(1) Procedure. A SPT is done by pricking the skin Figure 1. Algorithm for the use of skin tests in the diagnosis of
percutaneously with a prick needle through an drug hypersensitivities. The only in vitro test thoroughly validated
allergen solution (14). It is the safest and easiest test, is the RAST to penicillin determinants. Results of in vitro tests have
but only moderately sensitive, for immediate drug to be regarded in concert with the history and results of skin tests.
reactions. An intradermal test is accomplished by
injecting 0.02–0.05 ml of an allergen intradermally, Normally these tests are well tolerated, but in highly
raising a small bleb measuring 3 mm in diameter. The IgE sensitized patients generalized symptoms (urticaria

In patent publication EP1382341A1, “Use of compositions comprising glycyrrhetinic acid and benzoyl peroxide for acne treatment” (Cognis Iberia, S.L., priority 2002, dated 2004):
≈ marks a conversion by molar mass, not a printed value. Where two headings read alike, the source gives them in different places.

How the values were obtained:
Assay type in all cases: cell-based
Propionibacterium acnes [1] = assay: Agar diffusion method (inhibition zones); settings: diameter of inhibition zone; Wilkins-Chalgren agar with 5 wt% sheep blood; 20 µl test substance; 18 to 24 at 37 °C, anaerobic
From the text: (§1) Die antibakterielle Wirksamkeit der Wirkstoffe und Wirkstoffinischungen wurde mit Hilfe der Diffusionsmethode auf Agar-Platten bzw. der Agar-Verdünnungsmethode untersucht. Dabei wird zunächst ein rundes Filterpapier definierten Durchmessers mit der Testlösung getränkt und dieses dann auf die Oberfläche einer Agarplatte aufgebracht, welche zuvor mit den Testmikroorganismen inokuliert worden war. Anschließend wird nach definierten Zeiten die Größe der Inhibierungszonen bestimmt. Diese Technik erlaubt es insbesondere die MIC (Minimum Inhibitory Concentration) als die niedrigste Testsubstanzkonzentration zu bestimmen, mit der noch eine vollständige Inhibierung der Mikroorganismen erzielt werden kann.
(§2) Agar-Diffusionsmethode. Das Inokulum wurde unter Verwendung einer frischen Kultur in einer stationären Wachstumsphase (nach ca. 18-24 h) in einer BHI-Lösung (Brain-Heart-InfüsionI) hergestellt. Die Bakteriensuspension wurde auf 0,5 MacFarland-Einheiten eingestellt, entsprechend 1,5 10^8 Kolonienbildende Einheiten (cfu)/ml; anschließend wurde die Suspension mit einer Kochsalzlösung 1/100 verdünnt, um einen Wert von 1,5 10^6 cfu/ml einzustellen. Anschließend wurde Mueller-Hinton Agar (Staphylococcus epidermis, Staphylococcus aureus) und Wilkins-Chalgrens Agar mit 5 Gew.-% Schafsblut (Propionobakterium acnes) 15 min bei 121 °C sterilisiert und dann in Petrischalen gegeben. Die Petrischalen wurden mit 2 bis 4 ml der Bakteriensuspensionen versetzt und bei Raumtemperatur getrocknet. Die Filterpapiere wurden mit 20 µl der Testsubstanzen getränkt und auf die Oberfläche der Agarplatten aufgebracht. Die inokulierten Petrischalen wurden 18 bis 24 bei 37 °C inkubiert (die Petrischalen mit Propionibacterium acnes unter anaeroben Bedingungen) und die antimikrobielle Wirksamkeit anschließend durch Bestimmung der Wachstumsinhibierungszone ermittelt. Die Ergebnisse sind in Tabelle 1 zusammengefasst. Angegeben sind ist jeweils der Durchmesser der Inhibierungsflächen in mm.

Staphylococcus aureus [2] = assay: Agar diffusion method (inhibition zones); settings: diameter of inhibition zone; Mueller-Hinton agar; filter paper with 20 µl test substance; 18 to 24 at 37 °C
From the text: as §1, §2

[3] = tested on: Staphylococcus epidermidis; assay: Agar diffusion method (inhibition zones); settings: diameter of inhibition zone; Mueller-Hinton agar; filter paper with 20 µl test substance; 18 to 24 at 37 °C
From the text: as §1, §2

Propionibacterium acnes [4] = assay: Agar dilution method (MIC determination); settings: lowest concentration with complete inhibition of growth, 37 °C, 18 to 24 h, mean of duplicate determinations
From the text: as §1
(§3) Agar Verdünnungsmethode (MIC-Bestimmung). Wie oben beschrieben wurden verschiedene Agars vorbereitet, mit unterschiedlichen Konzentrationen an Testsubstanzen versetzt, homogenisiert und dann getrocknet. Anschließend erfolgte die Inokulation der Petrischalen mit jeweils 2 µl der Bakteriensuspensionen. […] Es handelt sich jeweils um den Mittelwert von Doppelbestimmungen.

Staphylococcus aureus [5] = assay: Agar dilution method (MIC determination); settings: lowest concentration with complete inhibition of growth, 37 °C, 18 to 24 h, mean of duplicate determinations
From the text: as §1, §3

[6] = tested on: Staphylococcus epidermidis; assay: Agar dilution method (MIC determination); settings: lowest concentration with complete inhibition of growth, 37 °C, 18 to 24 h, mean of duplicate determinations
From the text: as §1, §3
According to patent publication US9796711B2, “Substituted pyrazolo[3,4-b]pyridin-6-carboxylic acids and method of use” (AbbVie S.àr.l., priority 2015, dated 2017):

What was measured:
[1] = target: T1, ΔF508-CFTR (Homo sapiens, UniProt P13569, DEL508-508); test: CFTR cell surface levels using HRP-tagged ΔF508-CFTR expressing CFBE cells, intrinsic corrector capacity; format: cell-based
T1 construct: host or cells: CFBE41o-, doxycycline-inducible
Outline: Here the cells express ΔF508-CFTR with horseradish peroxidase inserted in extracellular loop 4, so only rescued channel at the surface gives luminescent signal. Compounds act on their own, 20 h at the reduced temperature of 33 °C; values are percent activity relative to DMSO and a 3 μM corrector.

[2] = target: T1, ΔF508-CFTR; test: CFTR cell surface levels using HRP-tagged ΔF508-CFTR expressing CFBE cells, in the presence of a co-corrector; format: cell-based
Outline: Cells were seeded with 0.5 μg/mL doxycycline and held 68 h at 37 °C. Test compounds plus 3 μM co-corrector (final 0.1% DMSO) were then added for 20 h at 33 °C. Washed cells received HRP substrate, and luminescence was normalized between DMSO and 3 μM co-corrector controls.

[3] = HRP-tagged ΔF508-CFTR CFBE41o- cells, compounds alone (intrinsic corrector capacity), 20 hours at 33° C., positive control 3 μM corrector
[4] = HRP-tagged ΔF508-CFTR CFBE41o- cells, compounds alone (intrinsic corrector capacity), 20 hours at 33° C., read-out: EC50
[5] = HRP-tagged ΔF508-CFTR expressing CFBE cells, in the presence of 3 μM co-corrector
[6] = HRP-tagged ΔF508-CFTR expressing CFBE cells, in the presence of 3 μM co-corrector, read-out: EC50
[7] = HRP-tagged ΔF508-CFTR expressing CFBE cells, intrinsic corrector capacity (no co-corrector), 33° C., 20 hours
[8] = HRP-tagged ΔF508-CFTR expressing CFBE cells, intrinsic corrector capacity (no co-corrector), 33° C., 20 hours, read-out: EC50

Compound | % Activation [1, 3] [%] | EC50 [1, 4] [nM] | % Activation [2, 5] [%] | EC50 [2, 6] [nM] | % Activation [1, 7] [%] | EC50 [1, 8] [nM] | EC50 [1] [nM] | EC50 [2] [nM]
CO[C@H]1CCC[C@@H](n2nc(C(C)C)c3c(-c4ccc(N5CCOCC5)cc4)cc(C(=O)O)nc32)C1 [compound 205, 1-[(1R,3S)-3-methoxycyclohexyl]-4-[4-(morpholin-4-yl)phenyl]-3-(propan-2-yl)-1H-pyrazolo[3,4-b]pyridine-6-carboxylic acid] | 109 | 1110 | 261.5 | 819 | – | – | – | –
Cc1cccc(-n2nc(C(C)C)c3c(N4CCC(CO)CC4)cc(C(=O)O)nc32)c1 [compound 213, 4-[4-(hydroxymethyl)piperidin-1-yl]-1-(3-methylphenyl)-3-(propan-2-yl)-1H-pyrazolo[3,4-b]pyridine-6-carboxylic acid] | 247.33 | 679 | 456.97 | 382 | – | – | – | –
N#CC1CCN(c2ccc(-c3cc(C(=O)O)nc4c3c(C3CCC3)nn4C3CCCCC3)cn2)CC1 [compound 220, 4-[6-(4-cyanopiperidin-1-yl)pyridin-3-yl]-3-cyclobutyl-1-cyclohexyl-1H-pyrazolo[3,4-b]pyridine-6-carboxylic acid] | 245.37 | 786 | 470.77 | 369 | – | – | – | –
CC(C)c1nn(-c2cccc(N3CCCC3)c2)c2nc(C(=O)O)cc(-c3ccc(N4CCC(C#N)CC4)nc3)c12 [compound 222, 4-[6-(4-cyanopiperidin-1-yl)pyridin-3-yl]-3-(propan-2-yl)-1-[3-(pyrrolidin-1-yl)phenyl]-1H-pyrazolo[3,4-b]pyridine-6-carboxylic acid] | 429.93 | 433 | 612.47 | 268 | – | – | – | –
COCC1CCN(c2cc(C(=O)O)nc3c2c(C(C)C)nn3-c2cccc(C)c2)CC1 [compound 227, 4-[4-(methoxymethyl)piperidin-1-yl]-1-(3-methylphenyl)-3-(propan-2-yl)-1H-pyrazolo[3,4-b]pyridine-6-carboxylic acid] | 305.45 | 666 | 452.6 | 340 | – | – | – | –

IDT is more sensitive than the SPT, but also carries a and anaphylaxis) might appear.
higher risk for inducing an irritative, falsely positive
reaction and might even lead to an anaphylactic (2) Documentation and scoring. Readings should be
reaction in IgE-dependent reactions. taken after 15–20 min if immediate reactions are
Certain drugs have to be discontinued prior to skin analyzed, and after 24 and 72 h for evaluation of
testing .(Table 2). The patient should be free of non-immediate (late) reactions. In selected cases,
infectious diseases, fever or inflammatory reactions at additional readings (e.g., after 96 h) are sometimes
the time of testing, unless the skin test is urgently recommended, as time intervals between testing and
needed. The intake of b-adrenergic blocking agents positive test reactions may vary.
should be discontinued (usually for 48 h,) according to Immediate reactions are documented by measuring
their half-life of elimination, if the drug to be tested had the mean diameter of the wheal (and erythema) of the